How To Start A Run Club
One of the best things about running is its solitude. It’s a time for reflection, de-stressing, and time spent doing something for ourselves. One of worst things about running is its solitude. Because sometimes running can be lonely. And if you are a runner finding yourself wishing for running buddies, it might be time to start a run club.
It can be intimating to start running with a club for the first time. For this runner, it was years of running before finally making the leap into socializing among other runners. I told myself for a long time that I enjoyed being alone during my runs. I did and still do. But a major reason why I stayed away from finding a run club was out of pure shyness. To top it off, feeling too slow as a runner made me think I would struggle to keep up. With few family members or close friends with the shared passion, running was only for my own two feet.
But after building my confidence up as I improved in the sport, by chance I was invited to join a running club and was brave enough to try it. It wasn’t until running in a pack did I notice the importance—and powerful feeling— of having that sense of community. Running longer distance miles didn’t seem so long when running and chatting among comrades. I instantly become even more motivated, dedicated, and had people to hold accountability with. I did keep up the pace and actually improved in speed.
But while my running club adventures are positive, many have negative experiences. This includes being left behind when others are too fast, and not clicking with the new clique. So why not start your own run club? It may seem like a hard venture, but these tips will have you running side-by-side your new run buddies in no time.
Recruit Your Members
The first step is to find others who enjoy running to come along for the ride. But it’s also a good idea to reach out to those who express interest in running for the first time. For them, it can motivate them to start. And running with others might interest them since they won’t have to do it alone.
Invite family members and friends to join the run club you start, as well as neighbors. Think local. This means inviting those who live nearby and can make meetings and group runs, as well as sign up for races in the area together. Church, popular restaurants or other hang out spots are great places to leave a flier with information. Running at a local park and asking other runners, joggers or walkers is also a great way to recruit members.
All you need is two members and a club is formed, but what do you call it? Since it is your baby, you get to name the club. Think of something that is general enough for all types of runners to join if that is your goal. This would be something like the” Name of Your Town” Runners. Let the name reflect if it is a male or female only run club. Make it catchy and easy to remember.
Pick A Date
Sunday runday. Or any other day of the week is good for a run. The point is to pick a date when members meet and keep it that day. Consistency is key. Even if not a lot of people join the first run, the numbers will grow over time through word of mouth. Make sure to always have group runs on the same days so that all members new and old know when the club plans to run.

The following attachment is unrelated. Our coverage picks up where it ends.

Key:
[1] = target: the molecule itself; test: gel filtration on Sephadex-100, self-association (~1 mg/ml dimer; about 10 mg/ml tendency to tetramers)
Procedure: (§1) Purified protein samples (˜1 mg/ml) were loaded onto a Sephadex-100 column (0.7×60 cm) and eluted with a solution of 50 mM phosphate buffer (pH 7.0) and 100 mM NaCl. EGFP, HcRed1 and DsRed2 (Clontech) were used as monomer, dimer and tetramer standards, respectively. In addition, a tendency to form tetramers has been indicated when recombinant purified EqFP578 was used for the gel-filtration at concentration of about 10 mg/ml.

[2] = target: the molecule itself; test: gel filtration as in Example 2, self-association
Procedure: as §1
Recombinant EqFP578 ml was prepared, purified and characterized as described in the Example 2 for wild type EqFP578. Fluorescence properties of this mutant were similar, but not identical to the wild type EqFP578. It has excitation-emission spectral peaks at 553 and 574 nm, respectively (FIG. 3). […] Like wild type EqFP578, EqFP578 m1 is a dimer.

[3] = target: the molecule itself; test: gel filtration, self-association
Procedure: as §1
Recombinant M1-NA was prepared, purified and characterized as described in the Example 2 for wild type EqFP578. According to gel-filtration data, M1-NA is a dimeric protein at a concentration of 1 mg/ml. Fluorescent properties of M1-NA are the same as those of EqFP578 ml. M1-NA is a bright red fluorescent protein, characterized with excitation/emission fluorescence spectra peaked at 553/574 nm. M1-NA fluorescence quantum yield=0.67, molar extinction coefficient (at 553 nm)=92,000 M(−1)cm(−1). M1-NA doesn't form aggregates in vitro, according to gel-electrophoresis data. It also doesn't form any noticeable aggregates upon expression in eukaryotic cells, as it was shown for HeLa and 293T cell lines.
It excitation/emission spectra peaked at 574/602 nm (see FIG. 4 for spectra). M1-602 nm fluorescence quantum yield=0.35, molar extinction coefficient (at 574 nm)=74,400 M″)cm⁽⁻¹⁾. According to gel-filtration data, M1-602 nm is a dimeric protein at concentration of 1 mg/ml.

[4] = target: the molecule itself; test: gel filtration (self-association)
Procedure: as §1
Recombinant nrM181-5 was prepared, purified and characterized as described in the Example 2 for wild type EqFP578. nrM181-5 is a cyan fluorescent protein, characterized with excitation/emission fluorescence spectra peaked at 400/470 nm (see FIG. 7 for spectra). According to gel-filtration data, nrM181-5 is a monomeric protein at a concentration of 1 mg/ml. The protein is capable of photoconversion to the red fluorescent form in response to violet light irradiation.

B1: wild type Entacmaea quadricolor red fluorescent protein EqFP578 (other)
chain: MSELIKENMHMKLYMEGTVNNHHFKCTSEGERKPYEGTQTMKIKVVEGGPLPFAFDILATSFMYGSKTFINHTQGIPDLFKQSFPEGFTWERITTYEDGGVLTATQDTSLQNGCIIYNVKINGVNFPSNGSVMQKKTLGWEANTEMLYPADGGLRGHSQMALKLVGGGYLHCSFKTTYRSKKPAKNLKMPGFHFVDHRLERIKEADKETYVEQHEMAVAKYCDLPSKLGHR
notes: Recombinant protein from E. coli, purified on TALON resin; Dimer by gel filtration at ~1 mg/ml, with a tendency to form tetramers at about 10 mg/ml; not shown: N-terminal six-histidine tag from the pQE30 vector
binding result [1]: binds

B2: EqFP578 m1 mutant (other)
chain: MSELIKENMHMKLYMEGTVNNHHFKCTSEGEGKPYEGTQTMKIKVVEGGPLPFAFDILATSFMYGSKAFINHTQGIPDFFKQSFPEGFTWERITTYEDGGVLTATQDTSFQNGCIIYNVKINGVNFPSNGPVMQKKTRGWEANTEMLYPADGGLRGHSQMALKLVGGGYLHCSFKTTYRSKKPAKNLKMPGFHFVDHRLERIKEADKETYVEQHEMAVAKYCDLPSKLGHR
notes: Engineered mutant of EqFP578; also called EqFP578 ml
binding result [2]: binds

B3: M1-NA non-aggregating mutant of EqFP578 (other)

A good way to establish this is asking the members what day of the week and time works best for them. Weekends generally are best since many are home from work. Early morning might work best for some before the kids wake up or other plans happen.
Only cancel if the weather is so bad that it is not safe to run. But find a local indoor track if available!
Location Is Key
This brings us to the next thing on the agenda to choose: the location. Group runs are the best at parks since it has paved courses or trails without traffic. Select a popular or beautiful park that is centrally located and have most weekly runs held there. Encourage club members to run as often as they wish, and invite others if they want to join outside of the scheduled weekly runs.
And while having the same location is ideal for consistency sake (and so that newcomers know where to meet), it’s a good idea to switch things up and choose a different park every once in a while so that members don’t get bored of the same course.
Find a local 5k race that the entire club can sign up for together, and use that as a schooled event.
Use Social Media
Be social—when it comes to social media. Create a website (for free using WordPress, for example) to make your presence known online. This can include information about the weekly runs. Then start a Facebook page and invite members to join and post. Share running selfies, race photos, and encourage others to do the same. Using social media is a great way to get the club’s name out there, while also helping to recruit new members.
Remember this is a fun club all about sharing the passion for running. Don’t ask members to pay to join. Running should be freeing and free. Make sure to also be warm and welcoming to new members, shouting them out for joining on their first run. We all know how scary it can be to join others we don’t know and wonder if we will be judged on how we perform. Chances are over time your run club members become really good friends.
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